Um, in, in your respective organizations, but now that things become more API driven, how much easier does that make your life?

Um, I'll, I'll start with the time. Um, it, it makes it a lot easier to be able to see what's going on. [00:44:00] So, so I can, I can tell now, Not so much in a, in a surveillance type way, but I, but I can now, now monitor, uh, progress of, of the desks in, in a lot, um, in, um, from the thanks sheet of, of, you know, of, of my office, but also just to be, be able to, um, uh, yeah, rather than have to go and ask someone an.

It's it's now, uh, a lot more, um, based on, um, actual data rather than opinion. So, um, I think that that's the big, uh, the big, uh, change from my perspective as maybe as a, uh, as a product manager. Is that, is it now we can, we can actually, um, inquire that, uh, about with the data directly.[00:45:00]

Anything, so add to that, Julia. Um, yeah, I'm not sure. We, we are seeing more things going through APIs now. I mean, I suppose it depends on the asset class, but, um, I would say in race and credit things are more and more going towards electronic platforms. Uh, whether it's, you know, people using an actual UI, uh, using like rules based execution engine or, you know, some of the tools basically provide the both platform and must be connecting the OMS through API.

Um,

but yeah, generally I don't think, yeah, in the rate space we've been seeing more flaws coming through, uh, actual like execution APIs. So in effects, I would say probably, yes, that's true.

And yeah. Back to what Brad was saying. Yeah. It it's basically [00:46:00] making, uh, giving you more transparency of the data that's for sure. Um, but yeah, in rates, I don't think, I don't think we are there and I think it's, it's just a slightly different model, I guess. . Yep. So voice and chat still, still dominating in, in that asset class.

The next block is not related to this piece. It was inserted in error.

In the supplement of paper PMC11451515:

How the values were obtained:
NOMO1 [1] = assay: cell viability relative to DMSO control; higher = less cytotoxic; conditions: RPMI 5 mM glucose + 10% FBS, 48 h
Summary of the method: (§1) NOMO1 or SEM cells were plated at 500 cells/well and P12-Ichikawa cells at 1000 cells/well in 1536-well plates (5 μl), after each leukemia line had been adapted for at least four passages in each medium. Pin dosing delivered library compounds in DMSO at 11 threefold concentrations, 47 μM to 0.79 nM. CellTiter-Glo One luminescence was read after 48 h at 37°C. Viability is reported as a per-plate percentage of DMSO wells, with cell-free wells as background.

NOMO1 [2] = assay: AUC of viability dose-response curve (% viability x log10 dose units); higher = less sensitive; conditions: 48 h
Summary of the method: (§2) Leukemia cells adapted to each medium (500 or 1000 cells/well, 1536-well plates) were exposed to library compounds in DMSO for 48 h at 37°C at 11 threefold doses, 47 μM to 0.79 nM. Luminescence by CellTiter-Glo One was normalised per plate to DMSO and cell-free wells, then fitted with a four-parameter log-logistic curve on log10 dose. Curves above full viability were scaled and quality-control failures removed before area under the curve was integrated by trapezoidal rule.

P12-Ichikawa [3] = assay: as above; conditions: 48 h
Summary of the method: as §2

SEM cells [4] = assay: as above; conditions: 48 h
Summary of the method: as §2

So, so we've, we've touched upon Excel. We've touched upon chat and spoken about APIs as well. So that then gets you into this omnichannel approach whereby you can connect to, I push, pull in this case and you can distribute to all of those things, plus a bunch of other stuff as well. Um, It'd be good to understand from the audience that are listening as well.

If we do another poll, you know, as a bank or a broker or a data service or any other data producer, you know, what's your view on building and maintaining all of these different integrations in order to make your data available to clients or wherever. They want it. So we'll, we'll use service, anomaly channel distribution [00:47:00] strategy for your digital platform or out to your clients, you know, are you looking to, to buy in and partner with companies that are out there?

Are you looking to build it yourself? Are you looking to buy to build, so that'll be using like a no code platform or do you not think omnichannel distribution is important and you're quite happy just to stick with, um, the channels you're already using. And it's Steve, if you can pick up the results of that.

Yeah. So just give it a couple seconds longer for people to respond at the moment by and by to build are probably the favorite responses so far. Yeah. These two. Great. Um, and, and I suppose Brad and Julian, it just in terms of. yeah, you, you're probably both into markets, you know, 20 plus years like myself.

How have you seen that shift between, you know, build or from building [00:48:00] things in house with your own resource actually now to working with fintechs or vendors or, or people externally to help you deliver things and, and, and also how does it help now? You have standards like and FTC three and, and people playing nicely with open source and so on.

How, how have you seen that shift? Um, and why, why did you both choose. Partner with I Paul rather than build it yourself.

So, uh, it's quite a lot to cover there, but if I kick off, so, um, I mean, I, I think there's been a general trend from my time here, here, uh, working financial markets to move from, build towards a more blended. So. That, um, then oscillates around how much you are building yourself versus you are buying, you basically make all of those decisions, um, through your, uh, technology [00:49:00] teams as to what's the most cost effective.